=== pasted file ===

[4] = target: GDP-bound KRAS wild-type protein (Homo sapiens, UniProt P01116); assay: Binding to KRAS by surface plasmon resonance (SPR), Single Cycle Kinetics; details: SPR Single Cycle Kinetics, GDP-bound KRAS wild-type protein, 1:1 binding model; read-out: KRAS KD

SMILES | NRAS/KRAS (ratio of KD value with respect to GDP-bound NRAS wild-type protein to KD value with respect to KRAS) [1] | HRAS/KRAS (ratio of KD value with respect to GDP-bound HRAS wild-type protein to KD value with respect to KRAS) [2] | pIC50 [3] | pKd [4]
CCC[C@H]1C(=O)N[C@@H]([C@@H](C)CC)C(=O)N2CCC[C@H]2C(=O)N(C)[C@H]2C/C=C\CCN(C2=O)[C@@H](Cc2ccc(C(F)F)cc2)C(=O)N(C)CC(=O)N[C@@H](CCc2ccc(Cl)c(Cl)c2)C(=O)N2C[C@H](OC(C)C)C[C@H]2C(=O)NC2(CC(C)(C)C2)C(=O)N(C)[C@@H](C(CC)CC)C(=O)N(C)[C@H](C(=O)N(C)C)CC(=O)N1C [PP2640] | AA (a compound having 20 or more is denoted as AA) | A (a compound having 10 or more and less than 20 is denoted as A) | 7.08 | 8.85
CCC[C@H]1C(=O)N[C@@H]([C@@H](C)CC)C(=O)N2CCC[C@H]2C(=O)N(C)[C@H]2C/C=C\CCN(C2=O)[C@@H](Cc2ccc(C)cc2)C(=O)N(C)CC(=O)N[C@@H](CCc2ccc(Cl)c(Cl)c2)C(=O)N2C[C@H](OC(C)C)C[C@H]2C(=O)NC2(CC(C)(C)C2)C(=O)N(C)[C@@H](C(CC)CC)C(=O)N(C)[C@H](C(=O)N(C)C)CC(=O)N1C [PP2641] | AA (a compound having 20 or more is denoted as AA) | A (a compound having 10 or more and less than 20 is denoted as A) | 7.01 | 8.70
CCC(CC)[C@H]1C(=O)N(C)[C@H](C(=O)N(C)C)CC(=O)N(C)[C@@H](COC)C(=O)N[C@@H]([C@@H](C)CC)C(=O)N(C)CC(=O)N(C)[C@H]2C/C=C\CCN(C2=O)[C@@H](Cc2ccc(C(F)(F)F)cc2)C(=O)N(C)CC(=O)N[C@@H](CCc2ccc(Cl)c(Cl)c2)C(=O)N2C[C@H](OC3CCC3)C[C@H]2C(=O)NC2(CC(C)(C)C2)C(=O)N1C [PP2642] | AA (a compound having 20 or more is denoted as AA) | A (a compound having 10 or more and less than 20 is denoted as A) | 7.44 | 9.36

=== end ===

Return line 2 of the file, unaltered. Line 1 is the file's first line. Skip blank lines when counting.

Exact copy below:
SMILES | NRAS/KRAS (ratio of KD value with respect to GDP-bound NRAS wild-type protein to KD value with respect to KRAS) [1] | HRAS/KRAS (ratio of KD value with respect to GDP-bound HRAS wild-type protein to KD value with respect to KRAS) [2] | pIC50 [3] | pKd [4]